What, so now the cop has to see which app on your tiny screen you were using when he saw you? If it's colored a certain way, it's OK, but if it's colored differently it's not OK? And if I am pulled over texting-while-driving, do I just need a double-click-the-button app to pop up the maps quick so I can tell the cop I was just using a map? I don't disagree with the cop tagging someone for using the map app in that way, because it would be impossible to enforce it any other way.

      However, I think a lot of driving laws are stupid "pre-crime" kinds of laws that should be revisited. Speeding, drunk driving, texting, etc., none of those actions actually causes harm. They only increase risks, such as the risk of increased injury in an accident due to higher speeds, or the risk of actually getting into an accident because you're distracted or intoxicated. But the only thing that actually causes harm is an actual accident. If you cause an accident that causes minor injury to another, you should get about five years in jail. If your accident seriously injures another person, you should get 10 years. If your accident takes another person's life, you go to jail for life. If those were the laws, and they were enforced, people might actually think before they try something stupid. That way each person would be responsible for their own actions at all times. If you're on an isolated country road, with no cars visible for miles in any direction, why not drive 120 MPH? If you're in a tight city street, with the potential for pedestrians to pop out in front of you from between parked vehicles, you're risking jail if you don't essentially crawl slowly through the neighborhood. You limit your own behavior because you're responsible for the consequences of your actions.

      Of course, that would require people to think and to take responsibility for themselves, two things that most people suck at.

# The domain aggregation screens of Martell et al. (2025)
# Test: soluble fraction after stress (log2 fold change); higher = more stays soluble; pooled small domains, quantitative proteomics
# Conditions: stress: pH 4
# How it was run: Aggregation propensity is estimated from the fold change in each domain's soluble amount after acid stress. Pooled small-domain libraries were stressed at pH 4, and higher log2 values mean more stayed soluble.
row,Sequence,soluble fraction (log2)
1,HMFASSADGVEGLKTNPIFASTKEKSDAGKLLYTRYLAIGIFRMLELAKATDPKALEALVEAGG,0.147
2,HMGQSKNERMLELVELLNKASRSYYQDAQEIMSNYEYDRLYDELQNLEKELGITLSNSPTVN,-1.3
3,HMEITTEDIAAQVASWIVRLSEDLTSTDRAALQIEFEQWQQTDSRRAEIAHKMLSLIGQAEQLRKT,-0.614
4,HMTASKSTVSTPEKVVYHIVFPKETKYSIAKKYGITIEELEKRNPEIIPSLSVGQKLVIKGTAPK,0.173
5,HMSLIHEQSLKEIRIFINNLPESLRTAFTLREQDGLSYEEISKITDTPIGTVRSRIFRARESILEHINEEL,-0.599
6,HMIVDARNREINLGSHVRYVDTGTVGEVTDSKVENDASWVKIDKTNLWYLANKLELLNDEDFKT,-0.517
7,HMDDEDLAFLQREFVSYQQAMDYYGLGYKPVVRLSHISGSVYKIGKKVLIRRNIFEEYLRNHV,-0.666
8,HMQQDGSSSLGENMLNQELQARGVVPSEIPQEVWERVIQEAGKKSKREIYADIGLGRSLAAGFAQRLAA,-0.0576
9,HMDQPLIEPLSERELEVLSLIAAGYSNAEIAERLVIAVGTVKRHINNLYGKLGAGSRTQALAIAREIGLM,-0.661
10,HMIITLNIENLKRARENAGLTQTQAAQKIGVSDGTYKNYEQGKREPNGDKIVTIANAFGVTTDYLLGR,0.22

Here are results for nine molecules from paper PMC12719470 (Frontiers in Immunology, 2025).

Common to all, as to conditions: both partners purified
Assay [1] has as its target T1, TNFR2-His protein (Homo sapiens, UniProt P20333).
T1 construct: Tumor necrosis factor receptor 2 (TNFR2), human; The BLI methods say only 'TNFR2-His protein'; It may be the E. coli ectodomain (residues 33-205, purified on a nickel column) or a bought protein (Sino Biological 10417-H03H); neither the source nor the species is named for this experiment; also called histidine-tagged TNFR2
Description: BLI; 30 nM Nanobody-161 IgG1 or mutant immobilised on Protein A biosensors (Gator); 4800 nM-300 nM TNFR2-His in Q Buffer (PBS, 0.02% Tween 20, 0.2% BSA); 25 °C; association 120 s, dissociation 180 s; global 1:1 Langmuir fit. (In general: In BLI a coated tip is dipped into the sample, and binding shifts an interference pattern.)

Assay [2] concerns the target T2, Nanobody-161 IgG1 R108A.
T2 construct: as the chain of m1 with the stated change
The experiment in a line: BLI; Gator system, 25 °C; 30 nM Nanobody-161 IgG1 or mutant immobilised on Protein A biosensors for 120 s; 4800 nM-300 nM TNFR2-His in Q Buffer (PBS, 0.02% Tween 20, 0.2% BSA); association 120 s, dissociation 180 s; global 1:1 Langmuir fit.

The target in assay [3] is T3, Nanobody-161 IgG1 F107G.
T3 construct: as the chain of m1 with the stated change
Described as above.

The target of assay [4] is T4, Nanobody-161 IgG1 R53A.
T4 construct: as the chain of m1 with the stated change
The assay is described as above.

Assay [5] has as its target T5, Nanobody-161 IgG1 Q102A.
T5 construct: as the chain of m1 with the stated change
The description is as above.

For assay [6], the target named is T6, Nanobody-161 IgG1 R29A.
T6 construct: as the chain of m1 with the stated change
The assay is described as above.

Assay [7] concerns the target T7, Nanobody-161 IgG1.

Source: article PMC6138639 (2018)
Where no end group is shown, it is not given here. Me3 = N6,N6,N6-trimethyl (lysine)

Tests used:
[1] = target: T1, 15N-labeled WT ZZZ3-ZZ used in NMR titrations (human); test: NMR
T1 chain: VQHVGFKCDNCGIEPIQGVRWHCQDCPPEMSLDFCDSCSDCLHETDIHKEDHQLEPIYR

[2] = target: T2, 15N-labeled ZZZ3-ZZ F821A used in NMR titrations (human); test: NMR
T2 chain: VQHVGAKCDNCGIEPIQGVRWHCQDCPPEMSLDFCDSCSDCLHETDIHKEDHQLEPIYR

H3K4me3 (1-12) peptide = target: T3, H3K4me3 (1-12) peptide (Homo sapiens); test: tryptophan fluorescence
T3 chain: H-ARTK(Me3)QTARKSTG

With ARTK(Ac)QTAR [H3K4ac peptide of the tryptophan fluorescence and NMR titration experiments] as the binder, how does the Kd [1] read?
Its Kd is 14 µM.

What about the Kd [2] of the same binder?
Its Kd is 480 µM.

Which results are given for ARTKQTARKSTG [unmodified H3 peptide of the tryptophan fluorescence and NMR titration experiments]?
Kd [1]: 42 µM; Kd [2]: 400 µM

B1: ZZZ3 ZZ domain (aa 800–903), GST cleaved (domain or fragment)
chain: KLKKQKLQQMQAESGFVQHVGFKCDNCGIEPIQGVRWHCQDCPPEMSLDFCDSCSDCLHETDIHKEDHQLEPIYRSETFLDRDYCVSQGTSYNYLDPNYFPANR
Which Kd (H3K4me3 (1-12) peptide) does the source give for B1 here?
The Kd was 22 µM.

• Finally! (Score:5, Insightful)

    by smooth wombat (796938) on Tuesday September 24, 2013 @08:50AM (#44933079) Homepage Journal

    A cop doing their job.

    There is nothing short of an absolute, death-like issue that you need to be texting at a red light, or anywhere else while driving. Time and time again I've been behind people who were texting, the light turn greens and invariably I, or someone else, has to put on the horn to get them to pay attention to what they're doing as they're holding up traffic.

    If you're that narcissistic or ADD that you think you need to be checking every ten seconds, go seek help.

    Kudos to the cop enforcing the law.

    • Re:Finally! (Score:5, Insightful)

      by KillaBeave (1037250) on Tuesday September 24, 2013 @09:00AM (#44933215)

      A cop doing their job.

      ...

      This strikes me just like the cops back in college that would pull over TAXIS leaving bars in order to ticket the kids leaving the bar with public intoxication. Technically doing their job. Definitely adding incentive to the wrong behavior. It was "safer" to leave certain bars in your own car rather than in a cab ... I kid you not. This type of enforcement is making it "safer" for the texters to do it while driving ... harder for this asshat to catch them.

      The incentive is certainly going to encourage the greater of the two evils ... and it could get someone hurt/killed. All the while this clown get's his name in the paper though for writing a bunch of tickets to non-violent scofflaws ... adding incentive to stopping minor offenders rather than actual criminals.